- Cardiac ultrasound
- Trans thoracic echo [TTE]
- Trans-oesophageal echo [TOE] - specific type of echo - see below under " How should I prepare"
What is an echo?
Ultrasound waves are used to create an image of the heart.
What are the common uses of the procedure?
Echo remains the best and most accessible way to image the structure and function of the heart. In this respect it is probably more useful than any other imaging modality of the heart. It can also provide detailed images and measurements of blood flow through the heart. The most common indications for echo include
- assessment of the pumping [muscle] function of the heart in suspected heart failure or after a heart attack
- assessment of the heart valves [rheumatic heart disease, heart valve narrowing, leaking heart valves]
- diagnosis of infection of the heart valves [SBE]- [in conjunction with blood tests]
- assessment of prosthetic heart valve [metal heart valve] function which is often difficult to do just with physical examination.
- diagnosis of pericardial effusions or cardiac tamponade [fluid around the heart]
- tumours of the heart
- blood clots in the heart
- congenital disorders [inborn abnormalities] of the heart [for example hole in the heart]
How should I prepare?
Echo involves putting jelly on the chest wall and an echo probe is put on the jelly and moved around to obtain the images. It is entirely painless. There is no preparation required for the procedure. Sometimes better images are obtained when you press harder with the probe and this may be uncomfortable. Even better images can be obtained by doing a trans-oesophageal echo [TOE]. This involves local anaesthetic spray in the back of the throat and then a special echo probe is swallowed and positioned in the gullet just behind the heart. This is quite uncomfortable to the patient and may even lead to vomiting. For this reason, a person undergoing TOE should not eat from about midnight the night before the procedure. Most operators will try to do this procedure as quickly as possible and it usually over in under five minutes.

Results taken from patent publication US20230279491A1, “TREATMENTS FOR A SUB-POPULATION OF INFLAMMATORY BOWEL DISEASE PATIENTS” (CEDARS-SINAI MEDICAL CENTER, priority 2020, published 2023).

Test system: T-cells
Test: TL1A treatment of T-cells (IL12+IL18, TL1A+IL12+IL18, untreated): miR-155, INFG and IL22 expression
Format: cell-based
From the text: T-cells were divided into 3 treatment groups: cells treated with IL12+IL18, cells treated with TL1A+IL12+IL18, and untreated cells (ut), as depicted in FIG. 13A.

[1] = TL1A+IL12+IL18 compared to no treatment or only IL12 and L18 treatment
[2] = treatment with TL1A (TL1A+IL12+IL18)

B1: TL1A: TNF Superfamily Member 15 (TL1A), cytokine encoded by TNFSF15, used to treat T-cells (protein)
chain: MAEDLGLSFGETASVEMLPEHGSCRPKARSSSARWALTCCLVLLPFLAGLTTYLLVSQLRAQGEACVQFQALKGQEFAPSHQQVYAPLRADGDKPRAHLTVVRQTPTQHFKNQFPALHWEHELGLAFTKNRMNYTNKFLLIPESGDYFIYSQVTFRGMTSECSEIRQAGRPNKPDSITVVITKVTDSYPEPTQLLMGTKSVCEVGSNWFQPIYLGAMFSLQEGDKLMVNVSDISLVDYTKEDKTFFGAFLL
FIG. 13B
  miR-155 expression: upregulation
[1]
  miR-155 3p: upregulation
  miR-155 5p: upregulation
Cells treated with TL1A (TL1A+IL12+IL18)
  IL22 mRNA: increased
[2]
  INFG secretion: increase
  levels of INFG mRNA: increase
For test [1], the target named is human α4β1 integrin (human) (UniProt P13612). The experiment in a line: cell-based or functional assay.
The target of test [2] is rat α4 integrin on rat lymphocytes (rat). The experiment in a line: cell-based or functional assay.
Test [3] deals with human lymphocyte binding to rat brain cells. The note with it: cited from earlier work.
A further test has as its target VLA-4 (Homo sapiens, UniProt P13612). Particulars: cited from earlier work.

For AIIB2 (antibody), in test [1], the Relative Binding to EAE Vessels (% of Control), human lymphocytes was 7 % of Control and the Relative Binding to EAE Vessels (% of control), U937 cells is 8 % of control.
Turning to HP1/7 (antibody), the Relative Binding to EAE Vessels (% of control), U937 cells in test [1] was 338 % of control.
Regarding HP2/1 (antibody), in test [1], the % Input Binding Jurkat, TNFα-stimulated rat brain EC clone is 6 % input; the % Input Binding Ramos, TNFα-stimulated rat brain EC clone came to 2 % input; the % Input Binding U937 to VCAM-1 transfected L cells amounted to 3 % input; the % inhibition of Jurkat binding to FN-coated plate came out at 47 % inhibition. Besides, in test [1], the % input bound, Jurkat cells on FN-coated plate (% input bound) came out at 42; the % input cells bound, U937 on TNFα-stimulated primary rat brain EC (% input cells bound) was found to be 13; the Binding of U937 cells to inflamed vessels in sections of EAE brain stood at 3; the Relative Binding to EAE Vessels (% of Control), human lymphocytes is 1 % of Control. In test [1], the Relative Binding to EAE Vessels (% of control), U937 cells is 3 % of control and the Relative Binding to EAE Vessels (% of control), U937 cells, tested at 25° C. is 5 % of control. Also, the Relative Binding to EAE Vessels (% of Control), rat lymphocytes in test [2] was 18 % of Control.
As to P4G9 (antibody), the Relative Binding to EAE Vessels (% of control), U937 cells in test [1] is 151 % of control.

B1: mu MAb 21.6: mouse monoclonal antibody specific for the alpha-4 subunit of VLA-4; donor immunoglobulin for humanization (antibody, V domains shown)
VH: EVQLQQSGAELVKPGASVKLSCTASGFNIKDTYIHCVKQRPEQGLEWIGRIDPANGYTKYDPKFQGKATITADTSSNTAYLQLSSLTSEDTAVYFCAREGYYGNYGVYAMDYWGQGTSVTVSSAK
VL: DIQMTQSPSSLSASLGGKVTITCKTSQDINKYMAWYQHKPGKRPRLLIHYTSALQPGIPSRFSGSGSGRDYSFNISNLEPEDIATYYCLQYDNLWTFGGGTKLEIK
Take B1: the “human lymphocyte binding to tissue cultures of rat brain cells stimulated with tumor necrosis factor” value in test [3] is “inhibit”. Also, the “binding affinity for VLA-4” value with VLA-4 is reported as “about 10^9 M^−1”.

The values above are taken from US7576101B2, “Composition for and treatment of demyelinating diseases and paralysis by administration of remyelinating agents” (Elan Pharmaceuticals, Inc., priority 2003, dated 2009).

Echo is without risk to the patient except for TOE which can lead to vomiting and inhalation of stomach content. As the person is usually awake, this is a rare complication.
What are the limitations of the procedure?
It is sometimes difficult to obtain good images in people with lung disease or large breasts. Echo is extremely useful when performed by a skilled operator, but obtaining sufficient expertise may take years. The most experienced echo-cardiographers tend to be cardiologists and cardiac technologists. Check the credentials of the person doing your echo.